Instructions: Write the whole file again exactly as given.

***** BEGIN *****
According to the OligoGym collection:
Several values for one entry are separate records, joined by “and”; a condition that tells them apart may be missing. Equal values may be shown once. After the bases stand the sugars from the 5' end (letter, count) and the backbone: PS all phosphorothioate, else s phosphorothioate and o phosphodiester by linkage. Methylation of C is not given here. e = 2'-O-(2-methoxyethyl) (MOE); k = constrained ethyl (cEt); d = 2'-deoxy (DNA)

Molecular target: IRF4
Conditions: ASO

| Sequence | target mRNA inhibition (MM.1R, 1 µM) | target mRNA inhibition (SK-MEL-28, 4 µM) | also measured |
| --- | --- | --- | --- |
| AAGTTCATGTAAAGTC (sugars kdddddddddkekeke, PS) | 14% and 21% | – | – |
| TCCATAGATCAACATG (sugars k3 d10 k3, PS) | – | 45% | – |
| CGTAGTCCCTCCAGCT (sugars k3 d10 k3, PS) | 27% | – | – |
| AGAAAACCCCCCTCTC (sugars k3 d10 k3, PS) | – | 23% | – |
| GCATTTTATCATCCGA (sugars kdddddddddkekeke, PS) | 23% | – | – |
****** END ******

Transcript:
According to the OligoGym collection:
Several values for one entry are separate records, joined by “and”; a condition that tells them apart may be missing. Equal values may be shown once. After the bases stand the sugars from the 5' end (letter, count) and the backbone: PS all phosphorothioate, else s phosphorothioate and o phosphodiester by linkage. Methylation of C is not given here. e = 2'-O-(2-methoxyethyl) (MOE); k = constrained ethyl (cEt); d = 2'-deoxy (DNA)

Molecular target: IRF4
Conditions: ASO

| Sequence | target mRNA inhibition (MM.1R, 1 µM) | target mRNA inhibition (SK-MEL-28, 4 µM) | also measured |
| --- | --- | --- | --- |
| AAGTTCATGTAAAGTC (sugars kdddddddddkekeke, PS) | 14% and 21% | – | – |
| TCCATAGATCAACATG (sugars k3 d10 k3, PS) | – | 45% | – |
| CGTAGTCCCTCCAGCT (sugars k3 d10 k3, PS) | 27% | – | – |
| AGAAAACCCCCCTCTC (sugars k3 d10 k3, PS) | – | 23% | – |
| GCATTTTATCATCCGA (sugars kdddddddddkekeke, PS) | 23% | – | – |